My brother Joe, who is famous in the world of population genetics, tells how for decades those working in his corner of biology (phylogenetic inference – the science of constructing inheritance trees) were scorned by the reigning molecular biologists as “stamp collectors”. While the molecular biologists pursued the secret of life itself, the stamp collectors puttered around with statistics and large data sets, working out how to make sense out of data patterns.
Then came the crowning triumph of molecular biology – reading the human genome. Note that I do not say “decoding the human genome”, as it suddenly became clear that no one knew how to make sense of gigabytes of gene sequence data. Who, the moleculars wondered, could make some order of all this data?
Then everyone looked at each other and exclaimed in unison, “the stamp collectors!” Joe and his colleagues were showered with money and attention. Their grant requests were now favored for approval, and at Joe’s university a brand-new Department of Genome Sciences was created which welcomed his august presence.
The parallel is this – the OLPC project is about as far as it can go without empowering its own “stamp collectors”, by which I mean those who have long labored in the field of experimental education. Yes, there are others besides Seymour Papert, and the official OLPC line on the topic, that the educational research had already been done and that the engineering was all that was left, was always blatantly untrue.
The arguments in the comments of OLPC News about what “killer apps” are needed indicate that very little input is coming from those with experience in trying out new approaches to learning. A fast check of Google turns up lots of hits on “experimental education” (which seems also to hit on “experiential education”, which may not be too far from its probable subset “constructivism”), and it is clear that there is a robust literature and publication ecosystem in that field.
Good places to start inquiring would be at education schools at local universities. Not all the profs there are involved in experimental ed, but most should know the ones who are. OLPC fans should seek out contacts there and should arrange to get together in groups with interested education people (profs and students) to discuss the potential of the XO and to provide assistance in programming for those who wish to try something. Audio transcripts of the discussions should be posted on-line so the meetings can be broadened in time and space.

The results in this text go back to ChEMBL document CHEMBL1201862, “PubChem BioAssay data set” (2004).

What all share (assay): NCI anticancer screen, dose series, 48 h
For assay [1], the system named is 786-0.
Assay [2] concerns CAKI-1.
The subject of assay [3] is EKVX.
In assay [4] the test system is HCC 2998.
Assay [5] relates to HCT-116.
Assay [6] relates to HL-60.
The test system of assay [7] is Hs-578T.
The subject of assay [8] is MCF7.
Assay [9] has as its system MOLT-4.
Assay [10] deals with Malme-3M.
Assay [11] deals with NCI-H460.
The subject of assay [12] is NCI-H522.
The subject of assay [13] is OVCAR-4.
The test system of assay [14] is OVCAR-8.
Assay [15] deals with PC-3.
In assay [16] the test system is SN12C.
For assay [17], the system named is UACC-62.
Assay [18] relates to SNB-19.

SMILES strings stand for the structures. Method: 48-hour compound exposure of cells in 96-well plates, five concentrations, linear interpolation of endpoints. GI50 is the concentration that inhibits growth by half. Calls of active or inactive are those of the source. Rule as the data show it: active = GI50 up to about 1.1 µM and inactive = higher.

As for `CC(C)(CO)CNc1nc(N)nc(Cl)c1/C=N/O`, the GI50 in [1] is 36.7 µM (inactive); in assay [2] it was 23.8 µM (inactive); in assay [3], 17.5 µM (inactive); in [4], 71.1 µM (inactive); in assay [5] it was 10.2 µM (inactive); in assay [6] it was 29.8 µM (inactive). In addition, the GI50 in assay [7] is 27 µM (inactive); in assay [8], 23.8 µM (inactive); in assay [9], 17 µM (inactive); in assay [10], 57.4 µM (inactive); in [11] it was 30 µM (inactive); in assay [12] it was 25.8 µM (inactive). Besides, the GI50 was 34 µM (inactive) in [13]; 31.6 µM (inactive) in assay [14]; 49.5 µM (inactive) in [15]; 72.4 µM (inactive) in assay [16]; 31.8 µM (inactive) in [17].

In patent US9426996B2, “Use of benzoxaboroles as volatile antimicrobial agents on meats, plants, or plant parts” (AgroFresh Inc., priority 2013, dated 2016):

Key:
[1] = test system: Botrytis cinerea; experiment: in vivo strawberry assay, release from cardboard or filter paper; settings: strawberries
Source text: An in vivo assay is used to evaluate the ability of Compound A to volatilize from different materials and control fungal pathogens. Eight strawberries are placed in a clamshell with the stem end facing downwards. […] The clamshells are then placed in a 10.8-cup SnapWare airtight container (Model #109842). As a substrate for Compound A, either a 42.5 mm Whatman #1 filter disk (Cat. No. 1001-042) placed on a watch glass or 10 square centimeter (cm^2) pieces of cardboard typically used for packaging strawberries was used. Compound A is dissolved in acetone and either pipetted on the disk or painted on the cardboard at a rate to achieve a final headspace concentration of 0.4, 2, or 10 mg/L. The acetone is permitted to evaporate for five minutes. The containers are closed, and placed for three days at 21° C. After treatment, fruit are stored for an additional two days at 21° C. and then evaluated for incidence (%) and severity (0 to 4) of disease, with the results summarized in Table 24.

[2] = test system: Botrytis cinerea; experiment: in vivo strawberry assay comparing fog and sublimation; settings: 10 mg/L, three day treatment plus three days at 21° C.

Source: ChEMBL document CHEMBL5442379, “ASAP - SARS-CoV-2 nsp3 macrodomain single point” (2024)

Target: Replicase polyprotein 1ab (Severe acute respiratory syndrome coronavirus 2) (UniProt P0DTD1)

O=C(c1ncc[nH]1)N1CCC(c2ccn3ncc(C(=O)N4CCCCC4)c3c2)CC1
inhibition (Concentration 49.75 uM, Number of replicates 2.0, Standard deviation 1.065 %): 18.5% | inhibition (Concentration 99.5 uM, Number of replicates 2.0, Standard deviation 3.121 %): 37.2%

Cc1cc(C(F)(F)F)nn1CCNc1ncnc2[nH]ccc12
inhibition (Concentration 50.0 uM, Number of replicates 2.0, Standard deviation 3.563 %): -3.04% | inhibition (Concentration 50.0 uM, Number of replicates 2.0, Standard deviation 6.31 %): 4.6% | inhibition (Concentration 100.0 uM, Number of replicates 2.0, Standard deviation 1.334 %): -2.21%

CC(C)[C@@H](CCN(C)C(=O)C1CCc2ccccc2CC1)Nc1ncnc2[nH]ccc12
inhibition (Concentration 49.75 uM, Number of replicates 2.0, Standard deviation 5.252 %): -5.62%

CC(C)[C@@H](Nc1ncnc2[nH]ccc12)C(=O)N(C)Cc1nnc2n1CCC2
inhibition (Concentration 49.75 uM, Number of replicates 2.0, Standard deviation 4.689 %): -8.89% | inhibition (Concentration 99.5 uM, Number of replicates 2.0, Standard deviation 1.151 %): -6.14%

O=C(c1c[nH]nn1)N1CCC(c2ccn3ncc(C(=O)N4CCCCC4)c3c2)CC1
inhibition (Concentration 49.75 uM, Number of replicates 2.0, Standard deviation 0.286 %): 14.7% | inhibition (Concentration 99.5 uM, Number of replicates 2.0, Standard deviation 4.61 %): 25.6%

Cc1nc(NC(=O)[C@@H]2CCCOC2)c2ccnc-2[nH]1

Education is a notoriously stodgy and bureaucratized field, and most students in the subject won’t see the point of trying something new, but the ones who do are likely to be motivated to try something really new rather than incremental improvements. They’re more likely to come up with alternate solutions to the orthodoxies than to make slight improvements on test-taking.
I particularly want to mention someone I first met four years ago who is implementing Montessori teaching methods on computers, and who needs help in the process. Danielle Martell has her website at www.montessorisoftware.com , and she’s been hoping to get hold of an XO (and, I presume, some help in programming in Python as well as financial support) to help her get the software in working condition for this level of computer. Her work is applicable all the way down to infancy.
I’m going to take the XO I just received (yes, I bought one through a friend who ordered G1G1 – or G2G2 in this case) and see if an old friend of mine is interested in looking at it. He spent several years traveling around visiting various late-‘60’s alternative education situations, and was instrumental in shaping my thinking about computers in society back in 1971. He has just retired after a career teaching elementary-school science at private and alternative schools, and has published his thoughts on science teaching on his website. Sorry not to give a URL for you, but I do want to discuss it with him first, and he is recovering from a life-threatening illness.
If you’re serious about making the XO a success at its stated goal you have work to do. Find the “stamp collectors” who have spent their lives finding out what does and does not work as well as what might work, and get in touch with them. Show them something of what the XO can do so they can broaden their thinking to include it as a tool. Help them connect with other groups who are doing the same thing.
This will all be work that OLPC initially discounted as unnecessary – but it will be needed to save the project. Intel/Schmintel – they may have more money but we have the enthusiasts, and it was enthusiasts that created the personal computer industry. Just don’t expect everything to happen by magic (the original OLPC model). Get busy!